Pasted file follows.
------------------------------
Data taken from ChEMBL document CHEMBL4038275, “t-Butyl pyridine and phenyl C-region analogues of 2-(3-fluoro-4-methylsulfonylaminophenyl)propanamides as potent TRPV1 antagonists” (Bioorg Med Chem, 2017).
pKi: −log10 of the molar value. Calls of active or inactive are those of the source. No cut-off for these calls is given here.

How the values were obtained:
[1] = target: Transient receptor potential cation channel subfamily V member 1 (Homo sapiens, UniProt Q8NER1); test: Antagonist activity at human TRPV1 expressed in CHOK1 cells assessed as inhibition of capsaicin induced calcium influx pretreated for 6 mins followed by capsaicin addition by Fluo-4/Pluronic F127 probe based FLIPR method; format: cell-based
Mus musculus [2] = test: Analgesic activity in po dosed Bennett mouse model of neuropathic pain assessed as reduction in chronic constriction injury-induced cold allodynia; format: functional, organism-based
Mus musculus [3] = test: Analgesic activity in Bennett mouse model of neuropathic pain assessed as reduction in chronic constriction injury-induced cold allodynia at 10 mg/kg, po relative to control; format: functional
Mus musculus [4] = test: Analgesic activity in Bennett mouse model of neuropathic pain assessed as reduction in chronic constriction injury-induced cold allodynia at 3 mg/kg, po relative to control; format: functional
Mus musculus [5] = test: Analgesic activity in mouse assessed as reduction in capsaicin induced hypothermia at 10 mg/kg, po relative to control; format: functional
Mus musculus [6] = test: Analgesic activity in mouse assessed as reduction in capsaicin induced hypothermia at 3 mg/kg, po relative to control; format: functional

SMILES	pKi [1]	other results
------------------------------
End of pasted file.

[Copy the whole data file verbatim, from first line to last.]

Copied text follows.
Data taken from ChEMBL document CHEMBL4038275, “t-Butyl pyridine and phenyl C-region analogues of 2-(3-fluoro-4-methylsulfonylaminophenyl)propanamides as potent TRPV1 antagonists” (Bioorg Med Chem, 2017).
pKi: −log10 of the molar value. Calls of active or inactive are those of the source. No cut-off for these calls is given here.

How the values were obtained:
[1] = target: Transient receptor potential cation channel subfamily V member 1 (Homo sapiens, UniProt Q8NER1); test: Antagonist activity at human TRPV1 expressed in CHOK1 cells assessed as inhibition of capsaicin induced calcium influx pretreated for 6 mins followed by capsaicin addition by Fluo-4/Pluronic F127 probe based FLIPR method; format: cell-based
Mus musculus [2] = test: Analgesic activity in po dosed Bennett mouse model of neuropathic pain assessed as reduction in chronic constriction injury-induced cold allodynia; format: functional, organism-based
Mus musculus [3] = test: Analgesic activity in Bennett mouse model of neuropathic pain assessed as reduction in chronic constriction injury-induced cold allodynia at 10 mg/kg, po relative to control; format: functional
Mus musculus [4] = test: Analgesic activity in Bennett mouse model of neuropathic pain assessed as reduction in chronic constriction injury-induced cold allodynia at 3 mg/kg, po relative to control; format: functional
Mus musculus [5] = test: Analgesic activity in mouse assessed as reduction in capsaicin induced hypothermia at 10 mg/kg, po relative to control; format: functional
Mus musculus [6] = test: Analgesic activity in mouse assessed as reduction in capsaicin induced hypothermia at 3 mg/kg, po relative to control; format: functional

SMILES	pKi [1]	other results